In the HBO movie, “Temple Grandin,” there is a scene where the non-slip ramp I designed for the dip vat entrance was covered with a metal plate, which made the cattle slip. This actually happened and it resulted in cattle drowning. The system worked perfectly when the plate was removed and the non-slip flooring was restored.

When I designed the center track restrainer system for large beef plants, I used the same ramp design. When the entrance is well lit, cattle will willingly walk into the restrainer down the non-slip ramp. It is difficult for some people to believe that cattle will willingly enter and not have to be forced.

It totally frustrates me that in 2011, people are still making the same mistake with center track restrainer ramps that was made with the dip vat ramp in the early 70s. I recently visited two plants where the entrance ramp had either been completely cut off or the cleats had been removed to make it slick. Doing this makes it harder to get the cattle in. At one plant, the light at the entrance was broken and instead of replacing it, they removed the cleats and made the ramp slick. At the other plant, the lack of an entrance ramp made the cattle feel like they were jumping off a cliff. The people who did this had good intentions, but they just could not comprehend that behavior can be more powerful than force.

Using behavior

It is hard for some people to comprehend that 1,200-lb. cattle can be controlled by what they see. I have gone to many plants and made them work so much better using big pieces of cardboard to block visual distractions, and a portable light to illuminate the chute entrance. For both cattle and pigs, their movement is controlled by three major factors: 1) what they see; 2) what they feel underfoot; and 3) their degree of excitement.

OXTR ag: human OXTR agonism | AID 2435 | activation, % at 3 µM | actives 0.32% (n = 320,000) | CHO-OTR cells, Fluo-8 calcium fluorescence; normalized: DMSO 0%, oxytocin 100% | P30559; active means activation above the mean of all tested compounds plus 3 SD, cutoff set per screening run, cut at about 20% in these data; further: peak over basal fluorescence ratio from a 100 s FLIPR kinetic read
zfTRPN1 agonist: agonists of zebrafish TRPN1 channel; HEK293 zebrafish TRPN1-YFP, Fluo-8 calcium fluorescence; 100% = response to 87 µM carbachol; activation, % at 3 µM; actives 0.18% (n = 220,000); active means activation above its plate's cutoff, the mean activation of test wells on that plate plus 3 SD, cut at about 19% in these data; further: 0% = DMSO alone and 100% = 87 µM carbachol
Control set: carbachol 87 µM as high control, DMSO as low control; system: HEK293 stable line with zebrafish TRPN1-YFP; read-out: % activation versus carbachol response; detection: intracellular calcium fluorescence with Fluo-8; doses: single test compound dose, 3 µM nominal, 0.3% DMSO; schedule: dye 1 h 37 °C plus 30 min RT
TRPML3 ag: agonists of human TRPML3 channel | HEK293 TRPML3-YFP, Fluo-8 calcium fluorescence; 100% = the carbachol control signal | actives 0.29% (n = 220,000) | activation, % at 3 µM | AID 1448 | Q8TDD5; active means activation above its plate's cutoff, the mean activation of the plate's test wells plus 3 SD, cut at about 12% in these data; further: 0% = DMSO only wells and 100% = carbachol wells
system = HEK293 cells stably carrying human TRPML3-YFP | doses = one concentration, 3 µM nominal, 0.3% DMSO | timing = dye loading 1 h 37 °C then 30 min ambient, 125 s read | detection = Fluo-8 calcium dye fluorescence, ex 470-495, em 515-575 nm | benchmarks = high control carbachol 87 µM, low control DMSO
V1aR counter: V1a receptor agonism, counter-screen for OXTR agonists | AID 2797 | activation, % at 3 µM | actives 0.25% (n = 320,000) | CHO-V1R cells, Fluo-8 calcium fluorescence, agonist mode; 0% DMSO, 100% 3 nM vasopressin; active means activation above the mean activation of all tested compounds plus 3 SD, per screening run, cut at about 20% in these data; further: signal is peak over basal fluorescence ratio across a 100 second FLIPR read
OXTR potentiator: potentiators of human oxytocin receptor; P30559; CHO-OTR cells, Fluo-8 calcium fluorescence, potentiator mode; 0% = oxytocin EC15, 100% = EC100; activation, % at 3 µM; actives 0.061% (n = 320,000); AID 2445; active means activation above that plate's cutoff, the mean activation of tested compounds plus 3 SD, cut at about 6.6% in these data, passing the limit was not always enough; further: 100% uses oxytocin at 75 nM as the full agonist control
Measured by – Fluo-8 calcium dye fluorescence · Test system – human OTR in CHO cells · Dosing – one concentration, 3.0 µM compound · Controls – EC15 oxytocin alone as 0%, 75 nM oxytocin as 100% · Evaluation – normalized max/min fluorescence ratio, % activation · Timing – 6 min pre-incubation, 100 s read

Below are some simple principles to improve cattle and pig movement:

1. Non-slip flooring – Animals panic when they slip. This is especially important in restrainer entrances and stun box floors. When cattle refuse to stand still in a stun box, it is usually due to slipping on the floor.

2. Move small groups and fill the crowd pen that leads to the single file chute half full.

3. No yelling.

4. Illuminate stun box and restrainer entrance. Animals are afraid to enter dark places. Experiment with a portable light.

5. Block vision so approaching animals do not see people or moving machinery. Get down in the chutes and look. Experiment with cardboard.

6. Animals will balk if air blows in their faces. Changing airflow will improve animal movement.

7. Remove distractions such as coats on fences, and sparkling reflections. Moving ceiling lights will often eliminate a sparkling reflection on a wet floor.

8. Center track restrainer systems for cattle and V-conveyor systems for pigs must have a solid false floor. A false floor facilitates animal entry because it prevents the animals from seeing the “visual cliff” effect.

I think everybody that has a center track restrainer should watch the five-minute segment in the movie that shows how the entrance ramp works. This may help prevent more people from making the same mistake today.